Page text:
Ariya Atthangika Magga, Part 1: Introduction to the Path
The Four Noble Truths, A Recap
Because the Fourth Noble Truth is the Ariya Atthangika Magga, there is little that can be said about it apart from a full discussion of the Eightfold Path. Thus, we find ourselves at a transitional point. To this point, we have been examining the Four Noble Truths (in some small detail). And from here, we shall leave behind the Truths (at least as the central focus of these posts) and move on to the subsequent material contained in the Path. So, perhaps it is good to take a brief moment and recap on the Four Noble Truths, with the hope that such a recap will refresh our minds and prepare us to carry these concepts into that which follows.
The Four Noble Truths were the content of the historical Buddha’s first sermon delivered after his enlightenment experience under the Bodhi-tree. In constructing his Noble Truths, he chose a familiar method of medical reasoning to give structure of his ideas. Thus, the Four Noble Truths move from diagnosis of disease (one) to identification of cause (two); and then again from recognition of cure (three) to prescription of treatment (four). In this way, then Buddha hoped to move humanity, as he himself had moved, from being subject to a disease of life (suffering) to the glorious peace of the cure (Nibbana).
In propositional form, the Four Noble Truths are as follows:
1) There is dukkha (suffering).
2) The cause of dukkha is tanha (clinging, craving or desire for self-fulfillment).
3) There is a lasting end to dukkha, found in the letting go of the illusion of soul and the consequent desires and aversions born from this illusion.
And the Fourth Noble Truth, which will serve as our conclusion to this initial encounter with these truths:
4) The way out of dukkha is the Eightfold Path (ariya atthangika magga).
Out of these Four Noble Truths, the Buddhist religion finds its worldview, its vision, and its path for life. These are absolutely central to both the genius of the teachings crafted by the Buddha, and the system which took his name. Thus, one final note is necessary: for the Buddhist, it is not enough to simply know the Four Noble Truths and to be able to repeat them (like Sunday School Bible verses); instead, the Four Noble Truths are to be understood, penetrated, internalized, lived. Obviously, the basic summary offered here does not fulfill this criteria; but then again it’s not supposed to. Suffice it to say that the life of the Buddhist must be inundated and centered around the Four Noble Truths–the heartbeat of the religion’s ideology.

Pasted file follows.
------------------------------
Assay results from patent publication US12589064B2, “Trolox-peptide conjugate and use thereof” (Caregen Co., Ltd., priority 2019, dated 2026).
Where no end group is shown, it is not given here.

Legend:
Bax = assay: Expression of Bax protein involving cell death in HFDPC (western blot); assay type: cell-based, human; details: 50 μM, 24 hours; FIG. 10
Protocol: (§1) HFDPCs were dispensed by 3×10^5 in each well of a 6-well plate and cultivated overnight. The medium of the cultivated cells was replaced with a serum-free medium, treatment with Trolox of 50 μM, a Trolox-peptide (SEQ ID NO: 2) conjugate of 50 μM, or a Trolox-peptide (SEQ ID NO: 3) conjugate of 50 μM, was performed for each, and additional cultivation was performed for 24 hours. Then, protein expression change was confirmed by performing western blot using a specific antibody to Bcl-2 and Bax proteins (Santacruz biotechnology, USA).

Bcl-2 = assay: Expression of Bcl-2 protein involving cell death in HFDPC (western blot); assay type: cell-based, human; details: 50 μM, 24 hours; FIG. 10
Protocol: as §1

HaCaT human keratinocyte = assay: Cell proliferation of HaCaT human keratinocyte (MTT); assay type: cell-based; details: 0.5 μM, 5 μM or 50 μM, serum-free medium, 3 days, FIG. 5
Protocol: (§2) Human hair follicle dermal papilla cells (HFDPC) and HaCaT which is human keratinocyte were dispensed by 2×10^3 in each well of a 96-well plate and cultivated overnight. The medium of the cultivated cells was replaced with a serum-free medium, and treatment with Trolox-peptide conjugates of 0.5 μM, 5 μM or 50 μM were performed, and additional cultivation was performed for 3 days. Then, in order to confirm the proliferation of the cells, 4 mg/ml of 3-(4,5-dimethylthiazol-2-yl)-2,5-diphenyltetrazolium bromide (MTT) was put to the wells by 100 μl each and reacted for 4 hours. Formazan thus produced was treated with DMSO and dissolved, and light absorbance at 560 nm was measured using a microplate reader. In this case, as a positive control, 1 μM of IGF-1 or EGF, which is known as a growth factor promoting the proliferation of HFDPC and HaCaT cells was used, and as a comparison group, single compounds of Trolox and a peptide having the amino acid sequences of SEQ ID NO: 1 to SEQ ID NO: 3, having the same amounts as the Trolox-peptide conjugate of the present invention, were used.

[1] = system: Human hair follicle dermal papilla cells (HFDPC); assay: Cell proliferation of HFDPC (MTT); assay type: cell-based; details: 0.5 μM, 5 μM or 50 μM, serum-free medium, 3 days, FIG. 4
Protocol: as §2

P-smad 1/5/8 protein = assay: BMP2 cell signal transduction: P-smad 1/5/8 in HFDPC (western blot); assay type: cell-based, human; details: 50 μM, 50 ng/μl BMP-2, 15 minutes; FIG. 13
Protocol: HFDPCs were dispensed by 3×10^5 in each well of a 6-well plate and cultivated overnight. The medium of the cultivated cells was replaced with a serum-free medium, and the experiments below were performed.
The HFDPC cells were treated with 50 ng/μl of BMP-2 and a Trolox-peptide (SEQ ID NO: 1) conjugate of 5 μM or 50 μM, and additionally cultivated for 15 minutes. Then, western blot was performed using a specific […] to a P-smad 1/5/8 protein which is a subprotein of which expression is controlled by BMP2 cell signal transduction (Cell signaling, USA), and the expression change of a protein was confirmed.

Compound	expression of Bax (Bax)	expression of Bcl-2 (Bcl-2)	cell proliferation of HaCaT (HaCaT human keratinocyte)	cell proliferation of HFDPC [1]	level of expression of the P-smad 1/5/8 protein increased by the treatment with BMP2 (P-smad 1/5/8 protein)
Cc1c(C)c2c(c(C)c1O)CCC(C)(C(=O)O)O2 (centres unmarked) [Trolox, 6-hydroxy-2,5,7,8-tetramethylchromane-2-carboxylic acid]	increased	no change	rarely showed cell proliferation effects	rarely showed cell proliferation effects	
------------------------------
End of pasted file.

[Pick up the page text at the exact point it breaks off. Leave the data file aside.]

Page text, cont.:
The Eightfold Path, Introduction
That being said, it is time we moved on. Luckily, the Fourth Noble Truth points us in the right direction–the Eightfold Path. I offer only the briefest introductory remarks here, to be built upon in future posts.
I must admit that I function quite well on suspense and mystery. Thus, in my writing I sometimes enjoy obscuring, hinting at, and otherwise avoiding directness. However, such a tactic does not benefit the current discussion, for there is simply too much content within Buddhism to continually play games with one’s readers. So, I will neglect my desire for subtlety and simply provide, in list form, the content of the Eightfold Path. However, for the sake of visual stimulation, and out of organizational necessity, I provide the following chart:
As can be seen, the Eightfold Path is broken into three main categories–Wisdom, Morality, and Concentration. The three categories contain the eight facets of the Path (two in wisdom, three in morality and concentration). In this way, the Eightfold Path provides the pathway for religious/personal development within the Buddhist tradition. It is the way of Buddhism, encompassing the thoughts, values, disciplines, lifestyle and actions of the Buddhist. To follow the Eightfold Path is to live the Buddhist ideology. The eight facets are right (or perfect) understanding, right aspiration, right speech, right action, right livelihood, right effort, right mindfulness, and right concentration. (The next several weeks will be devoted to the Eightfold Path and a deeper examination of each of these facets).
It should be noted at the start, however, that this is not a sequential list. That is, the Buddhist does not master right understanding in order to move on to aspiration, and so forth onto speech, action, etc. One does not progress down the list, as if it were a checklist. They are all part of the Path, but it should not be assumed that Right Understanding is “Buddhism 101”–the class for beginners–while Right Concentration is the “Senior Project”–right before graduation. Instead, these facets of Buddhist life and thought are cultivated together, arise together, and are implemented into the life together. A daunting task for the initiate who has yet to cultivate any of them; I would prefer a sequential progression!
Much more can be said about the Eightfold Path, but I conclude this very brief introduction with the following insight, taken from the writings of Ven. Ajahn Sumedo. In describing the heart and meaning of the Noble Eightfold Path, he says:
… it [the Path] simply teaches us to reflect upon the importance of taking responsibility for what we say and do in our lives.
The Eightfold Path is about taking responsibility for one’s understanding, actions, speech, thoughts–in other words, the totality of one’s life. Those who, like me, come from religious traditions which rely upon God/gods for salvation may find this self-dependence to be a bit daunting (or at least different). But taking full responsibility for one’s own life (and destiny), not looking for a celestial savior to deliver peace unto us but seeking to cultivate it through our own faculties, seems more and more appropriate the longer I walk this path of the Buddha.
 Ven. Ajahn Sumedo, The Four Noble Truths, eBook ed. (Buddha Dharma Education Association), 49.